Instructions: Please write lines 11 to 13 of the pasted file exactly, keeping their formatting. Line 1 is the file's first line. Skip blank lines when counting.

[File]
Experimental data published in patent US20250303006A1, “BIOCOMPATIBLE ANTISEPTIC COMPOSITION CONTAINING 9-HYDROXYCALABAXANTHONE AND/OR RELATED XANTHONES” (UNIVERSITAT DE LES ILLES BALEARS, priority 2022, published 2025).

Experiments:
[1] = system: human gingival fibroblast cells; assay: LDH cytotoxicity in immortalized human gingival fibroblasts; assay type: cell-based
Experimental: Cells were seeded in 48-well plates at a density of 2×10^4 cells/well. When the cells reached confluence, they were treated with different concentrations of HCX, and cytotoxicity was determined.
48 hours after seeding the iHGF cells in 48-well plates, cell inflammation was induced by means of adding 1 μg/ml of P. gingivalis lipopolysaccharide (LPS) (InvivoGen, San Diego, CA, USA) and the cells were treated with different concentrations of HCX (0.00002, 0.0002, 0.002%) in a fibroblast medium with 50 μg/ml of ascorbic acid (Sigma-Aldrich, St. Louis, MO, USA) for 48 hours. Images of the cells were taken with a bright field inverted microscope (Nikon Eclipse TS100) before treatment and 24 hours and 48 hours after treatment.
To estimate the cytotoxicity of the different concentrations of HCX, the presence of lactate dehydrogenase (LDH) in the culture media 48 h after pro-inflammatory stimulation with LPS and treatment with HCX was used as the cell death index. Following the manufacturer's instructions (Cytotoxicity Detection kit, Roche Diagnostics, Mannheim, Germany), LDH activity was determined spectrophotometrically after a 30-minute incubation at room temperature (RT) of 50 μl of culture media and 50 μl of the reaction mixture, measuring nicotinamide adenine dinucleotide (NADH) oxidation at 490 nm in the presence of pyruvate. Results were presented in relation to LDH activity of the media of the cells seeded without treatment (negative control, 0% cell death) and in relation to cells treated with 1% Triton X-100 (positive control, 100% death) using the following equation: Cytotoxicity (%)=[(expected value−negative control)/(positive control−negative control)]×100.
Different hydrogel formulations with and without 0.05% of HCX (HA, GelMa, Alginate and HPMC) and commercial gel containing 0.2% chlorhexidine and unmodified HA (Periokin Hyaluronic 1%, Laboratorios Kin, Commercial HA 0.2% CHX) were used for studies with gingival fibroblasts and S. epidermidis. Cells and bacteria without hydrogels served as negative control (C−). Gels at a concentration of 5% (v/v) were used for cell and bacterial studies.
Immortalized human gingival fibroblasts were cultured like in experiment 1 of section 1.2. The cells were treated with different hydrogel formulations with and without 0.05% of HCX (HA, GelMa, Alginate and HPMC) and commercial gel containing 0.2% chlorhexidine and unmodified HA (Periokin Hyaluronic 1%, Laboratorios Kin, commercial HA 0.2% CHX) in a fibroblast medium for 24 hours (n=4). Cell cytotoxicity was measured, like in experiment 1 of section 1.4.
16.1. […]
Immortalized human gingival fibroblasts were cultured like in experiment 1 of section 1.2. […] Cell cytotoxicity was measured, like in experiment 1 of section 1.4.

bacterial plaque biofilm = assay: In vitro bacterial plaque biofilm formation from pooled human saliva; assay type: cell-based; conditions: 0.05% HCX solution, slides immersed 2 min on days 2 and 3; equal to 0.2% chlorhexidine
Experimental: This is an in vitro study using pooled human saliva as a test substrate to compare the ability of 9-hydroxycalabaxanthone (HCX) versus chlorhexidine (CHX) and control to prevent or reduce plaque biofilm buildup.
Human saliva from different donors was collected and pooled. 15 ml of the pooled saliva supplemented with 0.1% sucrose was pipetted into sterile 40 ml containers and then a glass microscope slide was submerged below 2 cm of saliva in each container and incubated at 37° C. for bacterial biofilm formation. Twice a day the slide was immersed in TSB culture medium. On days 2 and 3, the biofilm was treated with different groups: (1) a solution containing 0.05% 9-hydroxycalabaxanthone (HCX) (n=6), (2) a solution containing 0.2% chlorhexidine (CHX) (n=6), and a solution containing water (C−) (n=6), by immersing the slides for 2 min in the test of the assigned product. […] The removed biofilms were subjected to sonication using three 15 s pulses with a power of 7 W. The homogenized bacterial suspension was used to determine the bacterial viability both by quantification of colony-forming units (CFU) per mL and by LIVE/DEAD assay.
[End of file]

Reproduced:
bacterial plaque biofilm = assay: In vitro bacterial plaque biofilm formation from pooled human saliva; assay type: cell-based; conditions: 0.05% HCX solution, slides immersed 2 min on days 2 and 3; equal to 0.2% chlorhexidine
Experimental: This is an in vitro study using pooled human saliva as a test substrate to compare the ability of 9-hydroxycalabaxanthone (HCX) versus chlorhexidine (CHX) and control to prevent or reduce plaque biofilm buildup.
Human saliva from different donors was collected and pooled. 15 ml of the pooled saliva supplemented with 0.1% sucrose was pipetted into sterile 40 ml containers and then a glass microscope slide was submerged below 2 cm of saliva in each container and incubated at 37° C. for bacterial biofilm formation. Twice a day the slide was immersed in TSB culture medium. On days 2 and 3, the biofilm was treated with different groups: (1) a solution containing 0.05% 9-hydroxycalabaxanthone (HCX) (n=6), (2) a solution containing 0.2% chlorhexidine (CHX) (n=6), and a solution containing water (C−) (n=6), by immersing the slides for 2 min in the test of the assigned product. […] The removed biofilms were subjected to sonication using three 15 s pulses with a power of 7 W. The homogenized bacterial suspension was used to determine the bacterial viability both by quantification of colony-forming units (CFU) per mL and by LIVE/DEAD assay.